The article, titled “Social Work and Artificial Intelligence: Into the Matrix,” was published on July 19 in Social Work. Goldkind asserts that, as a profession, social work must “claim a place in AI design and development,” to ensure this technology is implemented with ethical and just practices in mind.
From the article’s abstract:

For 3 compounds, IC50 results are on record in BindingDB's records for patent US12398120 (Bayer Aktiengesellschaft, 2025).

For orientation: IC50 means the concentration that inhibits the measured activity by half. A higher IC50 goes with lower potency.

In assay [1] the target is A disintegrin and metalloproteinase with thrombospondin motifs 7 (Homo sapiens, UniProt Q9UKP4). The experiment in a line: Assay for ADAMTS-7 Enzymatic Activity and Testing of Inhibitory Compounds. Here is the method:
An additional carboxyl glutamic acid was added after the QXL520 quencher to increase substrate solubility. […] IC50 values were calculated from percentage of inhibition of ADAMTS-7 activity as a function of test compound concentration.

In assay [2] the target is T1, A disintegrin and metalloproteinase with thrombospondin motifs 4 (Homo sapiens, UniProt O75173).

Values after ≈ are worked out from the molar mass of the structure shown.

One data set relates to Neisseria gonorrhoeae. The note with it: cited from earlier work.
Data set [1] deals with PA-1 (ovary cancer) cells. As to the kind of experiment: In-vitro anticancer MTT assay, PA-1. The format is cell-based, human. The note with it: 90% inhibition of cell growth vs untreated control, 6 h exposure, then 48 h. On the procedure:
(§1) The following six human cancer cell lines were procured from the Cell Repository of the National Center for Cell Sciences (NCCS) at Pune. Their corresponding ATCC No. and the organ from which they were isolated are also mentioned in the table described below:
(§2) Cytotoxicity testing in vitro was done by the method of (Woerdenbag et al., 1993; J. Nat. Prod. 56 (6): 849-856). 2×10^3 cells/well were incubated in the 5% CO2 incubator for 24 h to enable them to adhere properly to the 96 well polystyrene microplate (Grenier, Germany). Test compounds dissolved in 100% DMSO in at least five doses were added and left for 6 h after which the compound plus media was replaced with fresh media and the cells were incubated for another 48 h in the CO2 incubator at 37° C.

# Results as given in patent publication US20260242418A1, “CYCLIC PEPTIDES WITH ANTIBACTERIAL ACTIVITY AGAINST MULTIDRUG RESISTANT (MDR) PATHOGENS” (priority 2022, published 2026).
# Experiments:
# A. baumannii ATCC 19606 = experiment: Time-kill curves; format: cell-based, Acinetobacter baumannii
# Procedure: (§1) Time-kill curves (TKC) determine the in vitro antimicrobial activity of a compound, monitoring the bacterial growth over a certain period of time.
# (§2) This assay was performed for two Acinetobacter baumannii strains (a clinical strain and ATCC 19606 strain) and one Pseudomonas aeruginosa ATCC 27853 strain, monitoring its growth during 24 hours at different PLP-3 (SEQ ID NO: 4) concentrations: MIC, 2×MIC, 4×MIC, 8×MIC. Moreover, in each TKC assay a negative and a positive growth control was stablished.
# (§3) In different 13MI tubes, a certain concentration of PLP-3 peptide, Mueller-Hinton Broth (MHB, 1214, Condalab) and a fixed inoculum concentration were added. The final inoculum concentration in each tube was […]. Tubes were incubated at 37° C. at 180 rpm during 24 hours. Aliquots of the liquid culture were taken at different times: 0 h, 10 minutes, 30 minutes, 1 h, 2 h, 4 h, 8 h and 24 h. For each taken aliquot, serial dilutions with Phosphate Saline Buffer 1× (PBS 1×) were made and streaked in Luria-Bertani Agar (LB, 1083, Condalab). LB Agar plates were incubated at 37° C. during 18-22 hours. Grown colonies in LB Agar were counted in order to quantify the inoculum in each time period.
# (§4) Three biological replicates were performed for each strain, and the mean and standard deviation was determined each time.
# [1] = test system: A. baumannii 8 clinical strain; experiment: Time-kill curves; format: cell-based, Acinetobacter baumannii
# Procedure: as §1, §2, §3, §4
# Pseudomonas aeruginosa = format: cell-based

Social work scholars have been interested in implementing a range of artificial intelligence (AI) tools for at least twenty years, from neural networks in child welfare for triaging caseloads to predicting recidivism in juvenile justice (Patterson & Cloud, 1999; Brodzinski, Crable, & Scherer, 1994). However, algorithmically enhanced projects and many of the practice improvements have remained largely a fringe phenomenon in social work praxis. While AI offers a panoply of opportunities to improve the human condition, AI tools simultaneously present significant moral, ethical and policy challenges. As AI proliferates across all sectors of industry, social work must claim a place in AI design and development, working to ensure that AI mechanisms are created, imagined, and implemented to be congruent with ethical and just practice.